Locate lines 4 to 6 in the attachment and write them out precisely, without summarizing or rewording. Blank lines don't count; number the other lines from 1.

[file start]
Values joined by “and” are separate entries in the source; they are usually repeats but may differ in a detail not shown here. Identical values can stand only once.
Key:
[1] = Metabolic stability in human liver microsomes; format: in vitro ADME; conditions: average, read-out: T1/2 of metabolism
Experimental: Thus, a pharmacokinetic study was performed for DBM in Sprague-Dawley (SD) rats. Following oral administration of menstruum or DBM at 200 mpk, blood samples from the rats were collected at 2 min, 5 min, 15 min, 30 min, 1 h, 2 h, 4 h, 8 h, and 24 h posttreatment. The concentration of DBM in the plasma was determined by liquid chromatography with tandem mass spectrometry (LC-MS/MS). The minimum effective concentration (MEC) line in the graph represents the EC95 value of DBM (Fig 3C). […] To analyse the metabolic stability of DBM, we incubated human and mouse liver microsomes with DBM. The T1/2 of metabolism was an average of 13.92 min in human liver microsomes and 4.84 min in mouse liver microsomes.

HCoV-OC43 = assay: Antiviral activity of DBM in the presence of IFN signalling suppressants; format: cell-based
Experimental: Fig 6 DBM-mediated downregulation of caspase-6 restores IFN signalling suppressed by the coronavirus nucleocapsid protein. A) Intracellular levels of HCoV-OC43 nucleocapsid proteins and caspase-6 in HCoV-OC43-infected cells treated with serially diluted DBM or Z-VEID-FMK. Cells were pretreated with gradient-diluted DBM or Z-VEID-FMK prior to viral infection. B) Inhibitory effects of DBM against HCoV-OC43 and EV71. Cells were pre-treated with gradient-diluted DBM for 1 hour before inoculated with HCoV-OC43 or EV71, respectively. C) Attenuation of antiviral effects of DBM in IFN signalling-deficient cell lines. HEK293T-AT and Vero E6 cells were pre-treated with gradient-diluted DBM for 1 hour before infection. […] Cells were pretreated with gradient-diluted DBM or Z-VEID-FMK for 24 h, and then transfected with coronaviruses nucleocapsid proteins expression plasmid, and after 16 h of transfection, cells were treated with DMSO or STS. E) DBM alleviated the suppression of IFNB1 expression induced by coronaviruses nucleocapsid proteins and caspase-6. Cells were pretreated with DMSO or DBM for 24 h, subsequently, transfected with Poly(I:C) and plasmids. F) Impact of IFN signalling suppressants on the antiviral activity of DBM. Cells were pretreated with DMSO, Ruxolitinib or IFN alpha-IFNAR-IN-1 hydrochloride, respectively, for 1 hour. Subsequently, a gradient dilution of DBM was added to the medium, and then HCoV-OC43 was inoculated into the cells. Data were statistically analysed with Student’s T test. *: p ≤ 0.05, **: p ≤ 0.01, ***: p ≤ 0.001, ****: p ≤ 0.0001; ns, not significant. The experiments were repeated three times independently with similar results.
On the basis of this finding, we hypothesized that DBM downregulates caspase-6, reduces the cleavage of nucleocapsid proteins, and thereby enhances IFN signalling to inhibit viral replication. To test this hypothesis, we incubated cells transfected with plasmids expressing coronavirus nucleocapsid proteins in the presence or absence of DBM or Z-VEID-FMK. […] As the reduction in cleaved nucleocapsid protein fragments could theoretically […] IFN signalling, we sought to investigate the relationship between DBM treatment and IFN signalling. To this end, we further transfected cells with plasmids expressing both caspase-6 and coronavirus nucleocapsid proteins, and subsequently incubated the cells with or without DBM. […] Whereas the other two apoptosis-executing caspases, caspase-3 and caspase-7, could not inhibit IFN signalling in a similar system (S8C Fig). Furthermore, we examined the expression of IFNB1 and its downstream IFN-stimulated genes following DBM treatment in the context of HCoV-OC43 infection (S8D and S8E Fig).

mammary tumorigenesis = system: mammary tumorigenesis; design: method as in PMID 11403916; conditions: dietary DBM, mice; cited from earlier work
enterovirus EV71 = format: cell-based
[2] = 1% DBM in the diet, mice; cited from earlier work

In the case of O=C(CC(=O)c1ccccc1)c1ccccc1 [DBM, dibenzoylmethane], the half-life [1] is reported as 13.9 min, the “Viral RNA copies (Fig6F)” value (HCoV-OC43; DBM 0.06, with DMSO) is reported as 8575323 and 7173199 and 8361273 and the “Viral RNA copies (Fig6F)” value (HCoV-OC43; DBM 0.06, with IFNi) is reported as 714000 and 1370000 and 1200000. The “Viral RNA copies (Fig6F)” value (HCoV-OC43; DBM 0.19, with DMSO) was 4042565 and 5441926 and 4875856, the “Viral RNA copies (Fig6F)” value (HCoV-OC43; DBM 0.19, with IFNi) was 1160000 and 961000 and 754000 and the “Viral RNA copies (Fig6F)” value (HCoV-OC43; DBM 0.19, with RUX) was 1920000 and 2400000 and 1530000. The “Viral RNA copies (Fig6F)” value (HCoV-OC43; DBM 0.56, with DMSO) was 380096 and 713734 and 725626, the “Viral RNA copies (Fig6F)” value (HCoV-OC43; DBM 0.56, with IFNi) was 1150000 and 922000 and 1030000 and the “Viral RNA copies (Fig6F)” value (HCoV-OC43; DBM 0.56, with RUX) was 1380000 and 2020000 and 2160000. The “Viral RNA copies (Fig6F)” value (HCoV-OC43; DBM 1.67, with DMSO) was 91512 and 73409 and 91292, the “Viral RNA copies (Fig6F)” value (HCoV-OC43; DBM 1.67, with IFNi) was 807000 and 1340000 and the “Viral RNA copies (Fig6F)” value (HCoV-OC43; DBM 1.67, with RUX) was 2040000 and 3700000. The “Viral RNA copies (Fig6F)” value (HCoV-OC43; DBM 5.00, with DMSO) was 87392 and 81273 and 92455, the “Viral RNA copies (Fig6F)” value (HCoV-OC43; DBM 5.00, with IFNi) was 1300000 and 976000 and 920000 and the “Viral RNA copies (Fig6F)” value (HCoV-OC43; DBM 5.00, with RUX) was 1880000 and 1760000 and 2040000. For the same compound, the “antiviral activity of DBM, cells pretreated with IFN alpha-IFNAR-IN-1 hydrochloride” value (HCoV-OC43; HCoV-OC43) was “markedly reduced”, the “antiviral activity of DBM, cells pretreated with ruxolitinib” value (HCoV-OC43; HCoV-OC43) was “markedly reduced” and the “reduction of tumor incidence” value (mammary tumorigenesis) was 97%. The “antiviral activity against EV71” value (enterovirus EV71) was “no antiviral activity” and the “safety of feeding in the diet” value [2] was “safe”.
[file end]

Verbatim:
Experimental: Thus, a pharmacokinetic study was performed for DBM in Sprague-Dawley (SD) rats. Following oral administration of menstruum or DBM at 200 mpk, blood samples from the rats were collected at 2 min, 5 min, 15 min, 30 min, 1 h, 2 h, 4 h, 8 h, and 24 h posttreatment. The concentration of DBM in the plasma was determined by liquid chromatography with tandem mass spectrometry (LC-MS/MS). The minimum effective concentration (MEC) line in the graph represents the EC95 value of DBM (Fig 3C). […] To analyse the metabolic stability of DBM, we incubated human and mouse liver microsomes with DBM. The T1/2 of metabolism was an average of 13.92 min in human liver microsomes and 4.84 min in mouse liver microsomes.

HCoV-OC43 = assay: Antiviral activity of DBM in the presence of IFN signalling suppressants; format: cell-based
Experimental: Fig 6 DBM-mediated downregulation of caspase-6 restores IFN signalling suppressed by the coronavirus nucleocapsid protein. A) Intracellular levels of HCoV-OC43 nucleocapsid proteins and caspase-6 in HCoV-OC43-infected cells treated with serially diluted DBM or Z-VEID-FMK. Cells were pretreated with gradient-diluted DBM or Z-VEID-FMK prior to viral infection. B) Inhibitory effects of DBM against HCoV-OC43 and EV71. Cells were pre-treated with gradient-diluted DBM for 1 hour before inoculated with HCoV-OC43 or EV71, respectively. C) Attenuation of antiviral effects of DBM in IFN signalling-deficient cell lines. HEK293T-AT and Vero E6 cells were pre-treated with gradient-diluted DBM for 1 hour before infection. […] Cells were pretreated with gradient-diluted DBM or Z-VEID-FMK for 24 h, and then transfected with coronaviruses nucleocapsid proteins expression plasmid, and after 16 h of transfection, cells were treated with DMSO or STS. E) DBM alleviated the suppression of IFNB1 expression induced by coronaviruses nucleocapsid proteins and caspase-6. Cells were pretreated with DMSO or DBM for 24 h, subsequently, transfected with Poly(I:C) and plasmids. F) Impact of IFN signalling suppressants on the antiviral activity of DBM. Cells were pretreated with DMSO, Ruxolitinib or IFN alpha-IFNAR-IN-1 hydrochloride, respectively, for 1 hour. Subsequently, a gradient dilution of DBM was added to the medium, and then HCoV-OC43 was inoculated into the cells. Data were statistically analysed with Student’s T test. *: p ≤ 0.05, **: p ≤ 0.01, ***: p ≤ 0.001, ****: p ≤ 0.0001; ns, not significant. The experiments were repeated three times independently with similar results.